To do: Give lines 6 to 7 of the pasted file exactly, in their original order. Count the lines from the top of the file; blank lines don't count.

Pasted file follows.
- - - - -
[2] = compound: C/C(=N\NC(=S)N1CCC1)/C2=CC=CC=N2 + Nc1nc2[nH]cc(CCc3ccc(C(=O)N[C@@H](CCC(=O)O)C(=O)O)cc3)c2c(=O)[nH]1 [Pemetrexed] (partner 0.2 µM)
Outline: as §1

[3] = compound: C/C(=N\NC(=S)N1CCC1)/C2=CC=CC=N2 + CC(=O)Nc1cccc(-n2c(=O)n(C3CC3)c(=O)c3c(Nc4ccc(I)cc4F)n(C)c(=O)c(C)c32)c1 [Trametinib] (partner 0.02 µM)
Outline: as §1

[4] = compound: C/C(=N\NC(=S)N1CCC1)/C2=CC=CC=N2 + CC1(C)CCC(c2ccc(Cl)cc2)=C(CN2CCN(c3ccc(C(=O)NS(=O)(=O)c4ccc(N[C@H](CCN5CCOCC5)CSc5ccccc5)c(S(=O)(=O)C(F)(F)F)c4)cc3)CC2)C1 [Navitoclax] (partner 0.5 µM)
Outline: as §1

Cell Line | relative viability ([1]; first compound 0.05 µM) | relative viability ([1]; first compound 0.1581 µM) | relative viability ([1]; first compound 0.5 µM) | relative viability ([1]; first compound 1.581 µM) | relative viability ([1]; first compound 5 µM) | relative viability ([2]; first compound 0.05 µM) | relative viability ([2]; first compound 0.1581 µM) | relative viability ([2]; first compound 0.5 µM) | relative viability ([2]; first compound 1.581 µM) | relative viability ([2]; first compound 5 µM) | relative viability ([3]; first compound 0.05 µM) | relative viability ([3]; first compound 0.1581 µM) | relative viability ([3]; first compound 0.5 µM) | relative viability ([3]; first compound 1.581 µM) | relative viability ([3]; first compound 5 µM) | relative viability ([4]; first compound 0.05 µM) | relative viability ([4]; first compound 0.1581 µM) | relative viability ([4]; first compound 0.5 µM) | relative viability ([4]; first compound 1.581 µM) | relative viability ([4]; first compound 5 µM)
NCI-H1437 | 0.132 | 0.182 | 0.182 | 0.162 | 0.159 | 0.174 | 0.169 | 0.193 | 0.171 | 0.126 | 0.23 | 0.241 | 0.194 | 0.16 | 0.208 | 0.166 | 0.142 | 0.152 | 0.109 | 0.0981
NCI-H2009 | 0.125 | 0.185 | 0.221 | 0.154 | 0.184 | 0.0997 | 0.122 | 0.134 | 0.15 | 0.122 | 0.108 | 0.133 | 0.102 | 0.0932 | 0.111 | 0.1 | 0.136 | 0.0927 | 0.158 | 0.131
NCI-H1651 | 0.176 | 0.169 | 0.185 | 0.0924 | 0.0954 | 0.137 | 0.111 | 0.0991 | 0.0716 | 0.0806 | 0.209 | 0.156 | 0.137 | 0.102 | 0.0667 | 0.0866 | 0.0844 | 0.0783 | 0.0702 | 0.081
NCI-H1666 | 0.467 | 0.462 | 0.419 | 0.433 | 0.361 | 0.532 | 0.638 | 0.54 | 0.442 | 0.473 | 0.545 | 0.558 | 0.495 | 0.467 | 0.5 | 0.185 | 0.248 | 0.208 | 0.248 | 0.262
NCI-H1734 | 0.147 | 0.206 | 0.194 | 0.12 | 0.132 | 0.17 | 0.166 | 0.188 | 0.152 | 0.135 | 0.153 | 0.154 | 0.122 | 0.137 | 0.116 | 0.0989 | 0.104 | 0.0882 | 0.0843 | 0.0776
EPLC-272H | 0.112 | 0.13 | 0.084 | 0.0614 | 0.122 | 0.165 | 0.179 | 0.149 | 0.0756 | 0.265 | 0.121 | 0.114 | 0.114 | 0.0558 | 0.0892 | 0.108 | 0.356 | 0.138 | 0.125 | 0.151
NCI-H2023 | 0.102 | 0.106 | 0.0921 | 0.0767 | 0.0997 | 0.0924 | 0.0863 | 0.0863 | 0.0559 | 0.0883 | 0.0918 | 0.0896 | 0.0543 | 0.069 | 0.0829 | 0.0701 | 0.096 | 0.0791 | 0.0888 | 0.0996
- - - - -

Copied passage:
Outline: as §1

Cell Line | relative viability ([1]; first compound 0.05 µM) | relative viability ([1]; first compound 0.1581 µM) | relative viability ([1]; first compound 0.5 µM) | relative viability ([1]; first compound 1.581 µM) | relative viability ([1]; first compound 5 µM) | relative viability ([2]; first compound 0.05 µM) | relative viability ([2]; first compound 0.1581 µM) | relative viability ([2]; first compound 0.5 µM) | relative viability ([2]; first compound 1.581 µM) | relative viability ([2]; first compound 5 µM) | relative viability ([3]; first compound 0.05 µM) | relative viability ([3]; first compound 0.1581 µM) | relative viability ([3]; first compound 0.5 µM) | relative viability ([3]; first compound 1.581 µM) | relative viability ([3]; first compound 5 µM) | relative viability ([4]; first compound 0.05 µM) | relative viability ([4]; first compound 0.1581 µM) | relative viability ([4]; first compound 0.5 µM) | relative viability ([4]; first compound 1.581 µM) | relative viability ([4]; first compound 5 µM)